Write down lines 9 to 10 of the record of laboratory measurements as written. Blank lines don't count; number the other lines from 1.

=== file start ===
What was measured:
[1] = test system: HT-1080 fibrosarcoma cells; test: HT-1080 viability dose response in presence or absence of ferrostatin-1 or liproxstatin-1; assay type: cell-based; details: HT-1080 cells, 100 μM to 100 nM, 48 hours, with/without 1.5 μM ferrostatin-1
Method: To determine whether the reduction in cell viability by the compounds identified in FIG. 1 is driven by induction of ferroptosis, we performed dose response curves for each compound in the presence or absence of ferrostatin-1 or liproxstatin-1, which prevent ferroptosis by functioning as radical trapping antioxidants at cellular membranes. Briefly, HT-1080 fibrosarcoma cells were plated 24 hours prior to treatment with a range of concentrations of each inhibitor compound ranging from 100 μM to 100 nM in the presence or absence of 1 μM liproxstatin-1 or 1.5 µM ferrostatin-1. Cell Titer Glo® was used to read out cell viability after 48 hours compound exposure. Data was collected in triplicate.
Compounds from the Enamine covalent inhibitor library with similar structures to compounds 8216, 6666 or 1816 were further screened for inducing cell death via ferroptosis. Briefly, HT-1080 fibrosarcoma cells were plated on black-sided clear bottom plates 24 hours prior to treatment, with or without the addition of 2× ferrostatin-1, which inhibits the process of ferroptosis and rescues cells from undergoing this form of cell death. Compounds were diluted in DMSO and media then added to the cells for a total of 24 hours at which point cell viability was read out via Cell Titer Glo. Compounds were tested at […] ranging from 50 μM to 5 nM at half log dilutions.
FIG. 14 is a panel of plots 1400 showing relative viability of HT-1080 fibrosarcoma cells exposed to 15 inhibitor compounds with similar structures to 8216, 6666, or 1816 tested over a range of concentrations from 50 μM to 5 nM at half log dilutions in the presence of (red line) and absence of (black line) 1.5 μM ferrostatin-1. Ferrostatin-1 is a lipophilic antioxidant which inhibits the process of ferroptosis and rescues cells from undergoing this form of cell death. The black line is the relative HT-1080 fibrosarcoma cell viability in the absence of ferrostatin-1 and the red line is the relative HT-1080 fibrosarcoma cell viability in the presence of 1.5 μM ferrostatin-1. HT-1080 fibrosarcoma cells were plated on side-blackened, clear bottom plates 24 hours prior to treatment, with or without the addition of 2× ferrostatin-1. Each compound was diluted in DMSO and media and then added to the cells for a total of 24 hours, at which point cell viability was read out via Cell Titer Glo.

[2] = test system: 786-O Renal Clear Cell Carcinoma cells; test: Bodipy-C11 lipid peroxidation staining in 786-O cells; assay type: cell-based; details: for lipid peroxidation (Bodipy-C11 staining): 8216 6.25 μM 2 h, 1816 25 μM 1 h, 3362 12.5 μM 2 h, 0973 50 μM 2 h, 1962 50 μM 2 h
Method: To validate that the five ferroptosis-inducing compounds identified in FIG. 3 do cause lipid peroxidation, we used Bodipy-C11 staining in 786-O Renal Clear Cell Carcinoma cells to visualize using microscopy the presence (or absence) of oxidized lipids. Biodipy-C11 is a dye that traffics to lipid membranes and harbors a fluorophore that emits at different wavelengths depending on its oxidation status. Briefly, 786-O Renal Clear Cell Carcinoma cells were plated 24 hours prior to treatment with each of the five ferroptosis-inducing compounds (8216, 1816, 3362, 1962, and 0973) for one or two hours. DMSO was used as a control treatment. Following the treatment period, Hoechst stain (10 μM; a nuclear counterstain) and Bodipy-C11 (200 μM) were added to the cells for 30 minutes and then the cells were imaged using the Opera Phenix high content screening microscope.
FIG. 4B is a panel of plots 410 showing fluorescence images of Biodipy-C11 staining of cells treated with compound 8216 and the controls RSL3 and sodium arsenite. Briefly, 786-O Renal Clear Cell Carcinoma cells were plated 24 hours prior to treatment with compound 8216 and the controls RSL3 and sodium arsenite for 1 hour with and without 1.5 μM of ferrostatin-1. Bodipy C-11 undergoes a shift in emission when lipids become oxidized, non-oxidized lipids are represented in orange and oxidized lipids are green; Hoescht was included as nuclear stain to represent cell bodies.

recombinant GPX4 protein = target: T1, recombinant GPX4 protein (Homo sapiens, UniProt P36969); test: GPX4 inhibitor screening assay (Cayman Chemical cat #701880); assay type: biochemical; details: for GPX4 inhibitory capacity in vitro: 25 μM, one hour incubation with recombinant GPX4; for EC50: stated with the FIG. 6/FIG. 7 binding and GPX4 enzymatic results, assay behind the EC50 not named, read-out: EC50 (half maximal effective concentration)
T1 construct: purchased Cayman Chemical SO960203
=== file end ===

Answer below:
recombinant GPX4 protein = target: T1, recombinant GPX4 protein (Homo sapiens, UniProt P36969); test: GPX4 inhibitor screening assay (Cayman Chemical cat #701880); assay type: biochemical; details: for GPX4 inhibitory capacity in vitro: 25 μM, one hour incubation with recombinant GPX4; for EC50: stated with the FIG. 6/FIG. 7 binding and GPX4 enzymatic results, assay behind the EC50 not named, read-out: EC50 (half maximal effective concentration)
T1 construct: purchased Cayman Chemical SO960203